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|Whitley carrying on tradition|
It's in the blood."
That's how former Ferriday High Trojan Keith Whitley explains how his son, Zach, earned Class 5A All-State honors in Texas as a junior linebacker.
Keith played running back and linebacker at Ferriday High and running back at South Carolina State. His father, Lawrence Martin, was a standout noseguard at Sevier High School.
Zach is ready to make a name for himself.
The 6-foot-3, 220-pound Zach Whitley had 121 tackles, 68 solo, 11 tackles for losses, one interception, two sacks, 11 quarterback pressures, two forced fumbles and four pass break-up for Houston North Shore.
"He's doing his thing," Keith said. "But he has surprised me."
The Mustangs finished 13-2 this past season, losing to Lamar 28-7 in the Class 5A Division I playoffs.
Lamar lost to Allen in the Division I state championship game.
Katy won the Class 5A Division II state championship and finished second in the nation to John Curtis in most national rankings.
Keith is a math teacher at North Shore. He moved to Houston to be with family.
"I don't coach because that would take away from watching Zach," he said. "But I love refereeing. and even had my first soccer game this week."
Zach, an A/B student, played tailback and linebacker in junior high.
"When he got to high school he had to make a choice on whether to play running back or linebacker," Keith said. "I played running back in high school and college (South Carolina State) and knew the punishment you took at that position. He's 6-3 and I didn't want him to take a lot of shots. I would rather that he would be dishing out the punishment."
Whitley started as a freshman
Keith was a standout running back/linebacker at Ferriday.
He was a member of the Trojan team which fell 23-7 loss to John Curtis in the Class 2A state championship game in the Louisiana Superdome.
But it was a 21-16 win over Vidalia during the regular season that most area fans remember the most.
Whitley, who rushed for 963 yards in 1983, scored on a 22-yard run to put Ferriday up 8-7.
In the final period, Vidalia's Raleston Brown split the uprights on a 27-yard field goal, giving the VIkings a 16-14 lead with 2:51 remaining.
Ferriday began its dramatic drive on its own 17.
Whitley ran for 38 yards on first down, was stopped for no gain on the second play, and then broke loose on a 43-yard run to the Viking 2-yard line.
"It was a toss sweep right and then a toss sweep left," Whitley said. "I just didn't have enough speed to get to the end zone.And I was playing both ways, so I was a bit winded by that time."
Johnson ran it in from there and Ronnie Reese added the kick for a 21-16 Trojan lead with 1:45 remaining.
"I still talk about those days a lot with Eddie Ray (Jackson)," Keith said. "We just had the attitude that somebody had to make a play somewhere. That was a good group of players. We didn't believe anybody could beat us and we played that way. It was a very personal thing because we felt no one gave us the credit we deserved. That gave us extra motivation. I told Zach the same thing, his team never got the credit they deserved despite making it to the fourth round of the playoffs."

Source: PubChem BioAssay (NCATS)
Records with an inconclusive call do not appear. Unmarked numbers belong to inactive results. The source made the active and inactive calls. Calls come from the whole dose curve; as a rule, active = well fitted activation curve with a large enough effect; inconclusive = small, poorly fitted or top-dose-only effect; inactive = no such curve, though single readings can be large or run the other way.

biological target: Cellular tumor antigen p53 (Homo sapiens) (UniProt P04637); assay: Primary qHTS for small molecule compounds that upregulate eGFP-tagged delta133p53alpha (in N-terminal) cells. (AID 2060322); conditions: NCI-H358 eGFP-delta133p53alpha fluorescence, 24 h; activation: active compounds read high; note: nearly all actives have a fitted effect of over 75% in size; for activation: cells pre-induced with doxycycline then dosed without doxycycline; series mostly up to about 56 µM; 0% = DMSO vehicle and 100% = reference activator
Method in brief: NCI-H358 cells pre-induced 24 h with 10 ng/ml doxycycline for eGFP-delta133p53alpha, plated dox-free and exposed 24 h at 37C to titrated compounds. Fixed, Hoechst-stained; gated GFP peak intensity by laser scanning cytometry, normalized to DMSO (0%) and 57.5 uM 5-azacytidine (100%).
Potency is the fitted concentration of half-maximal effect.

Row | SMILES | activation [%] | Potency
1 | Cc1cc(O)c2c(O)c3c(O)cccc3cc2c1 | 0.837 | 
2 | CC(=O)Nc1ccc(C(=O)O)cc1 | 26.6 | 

Whitley said playing in the Superdome was an awesome experience.
"That was something as a kid to be playing in the Dome," he said. "I also played in the Astrodome when I was in college. Zach played in Reliant Stadium, so I was able to relate to that. I'm more worn out watching him play than he is playing. Every snap I am watching him and cringing with every play, seeing how he will react and do. He doesn't show a lot of emotion, but I'm doing that for him."
But off the field, Keith said his son is a lot like him, a young man of few words.
"We're both laid back," Keith said. "He just likes to take care of business and I talk to him all the time about taking everything serious. He's a team captain and he grasped that well."
That humbleness has served Zach well concerning the number of inquiries Zach has received, including offers from Houston and Texas A&M and interest from such schools as LSU, Alabama and Texas.
"I've got seven or eight boxes of stuff I am trying to find a place to put," Keith said. "I feel that's my job as a father to keep that part away from him right now. But he keeps his mind straight. I tell him, 'You're not special, but you are different. He wants to hang out with his friends, but I tell him if you get in trouble, it's going to be blown way out of proportion. Fortunately, he likes staying around this vicinity and has his head on right. He's very low-key."
Keith, who received interest from Grambling and LSU and actually committed to Mississippi State before a change of coaches led him to picking South Carolina State, told Zac the whole process is a business.
" At this stage you do not play football just to be on the team," he said. "People are serious. We only had 30 players on our team at Ferriday, so if you were going out just to be on the team, you were not going to be around long. You have to have teammates you can trust to go out there and perform."
With more than 20 juniors returning for next year, Keith has high expectations that Zach can experience playing in a state championship game next season.
"Next year we're hoping to be state champs," he said. "We've got a lot of high expectations."
|Frank Morris Murder Series|